Forensic Dentistry (Odontology):
Dental evidence can sometimes reveal many important pieces of information to help identify a body. Dental records are unique like fingerprints, and can be used to quickly identify a victim with the aid of dental impressions, which are compared to ante-mortem photographs or records.
Forensic Facial Reconstruction:
Although this form of evidence is usually dismissed for being inadmissible in a court of law, it still has had great success in the identification process. The simple description of this science is the recreation of the unidentified individual to determine the identity using only skeletal remains. There are three basic techniques used to perform a facial reconstruction.
* Two-dimensional, was the result of Karen T Taylor, which implies the use of hand-drawn facial images based on ante mortem photos, and the skull. This method can be used to match known missing victims to the recovered skull, but was a limited application until the use of computers and software programs.
* Three-dimensional reconstructions are commonly depicted on shows like CSI, and are much more compelling in nature. The three-dimensional impression or cast is created using modeling clay or other materials, which is applied to the cranial remains to form the shape or characteristics of the victim. Now with the aid of computer programs, this process can also make multiple images of characteristics like eye-color, hair type and color, along with other physical markers to assist in matching the victim.
* Superimposition is used along with other techniques of reconstruction. This is not the most common tool used during facial reconstruction, but by superimposing an image or photograph of a possible target of an identity linked to the unidentified skeletal remains, over-top of an X-ray image of the unidentified skull, this may prove a match based on specific anatomical features that will become aligned during the process.
When dealing with skeletal remains whether they are found on an archaeological dig, or during the course of an extensive murder investigation, discovering the identity becomes of the utmost importance. Homicide investigators and other Science departments rely upon the expertise of Forensic Anthropologists to uncover the unknown factors that may aid in revealing important things about the remains. Physical characteristics like age, gender, and race may rule out or reveal important details, while cause of death, medical history, and genetics, can filter out the possibility of an unnatural or natural death.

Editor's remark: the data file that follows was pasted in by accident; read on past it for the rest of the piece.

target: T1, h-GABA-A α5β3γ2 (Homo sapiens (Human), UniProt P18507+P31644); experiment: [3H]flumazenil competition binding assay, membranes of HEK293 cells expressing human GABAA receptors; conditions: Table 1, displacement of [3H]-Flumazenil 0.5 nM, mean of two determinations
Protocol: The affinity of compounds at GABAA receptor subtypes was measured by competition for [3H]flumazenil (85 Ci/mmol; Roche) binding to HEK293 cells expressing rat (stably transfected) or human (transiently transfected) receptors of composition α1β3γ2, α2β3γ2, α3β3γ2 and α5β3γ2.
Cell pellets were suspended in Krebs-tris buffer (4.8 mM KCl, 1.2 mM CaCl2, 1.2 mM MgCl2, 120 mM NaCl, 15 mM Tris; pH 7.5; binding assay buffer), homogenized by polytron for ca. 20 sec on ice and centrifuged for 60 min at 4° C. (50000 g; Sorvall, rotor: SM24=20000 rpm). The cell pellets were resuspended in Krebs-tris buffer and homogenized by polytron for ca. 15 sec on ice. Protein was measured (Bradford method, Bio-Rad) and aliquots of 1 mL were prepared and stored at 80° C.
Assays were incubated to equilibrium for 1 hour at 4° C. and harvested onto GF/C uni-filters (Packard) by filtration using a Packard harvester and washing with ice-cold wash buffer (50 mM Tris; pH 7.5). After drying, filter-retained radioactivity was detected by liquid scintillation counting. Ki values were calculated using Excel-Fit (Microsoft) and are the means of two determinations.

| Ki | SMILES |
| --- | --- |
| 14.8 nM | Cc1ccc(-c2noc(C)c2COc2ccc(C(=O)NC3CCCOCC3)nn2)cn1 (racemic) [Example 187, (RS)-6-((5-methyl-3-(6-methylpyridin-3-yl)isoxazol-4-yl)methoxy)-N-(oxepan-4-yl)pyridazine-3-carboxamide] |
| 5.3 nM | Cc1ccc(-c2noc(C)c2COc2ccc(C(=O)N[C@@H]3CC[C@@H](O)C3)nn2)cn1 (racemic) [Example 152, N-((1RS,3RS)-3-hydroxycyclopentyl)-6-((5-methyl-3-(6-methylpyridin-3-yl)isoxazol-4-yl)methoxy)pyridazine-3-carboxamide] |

Although this evidence is usually subjected to the scrutiny of the legal system, in the world of science it is a reputable form of study, and has very few accredited specialists that harbor the coveted title. The American Academy of Forensic Sciences (AAFS) to date has nearly six thousand members that are part of ten separate divisions within the Forensic Studies, but barely a hundred or more are considered to be identifiable as forensic anthropologists.
In the science community there is a great deal of respect among their dedicated circles regarding forensic anthropology. These dedicated men and women devote their life work to unveiling the mystery that lies beneath our flesh and blood. They painstakingly use every available resource to uncover evidence to determine if an unidentified person's remains was only a life lived, or whether it was the victim to something more sinister. They also play a vital role in our own historical beginnings, using history and science to answer the questions that may otherwise remain unknown. As humans we have a great desire or curiosity to understand everything that lay before us, and with the aid of forensic anthropology we might just get closer to the answers!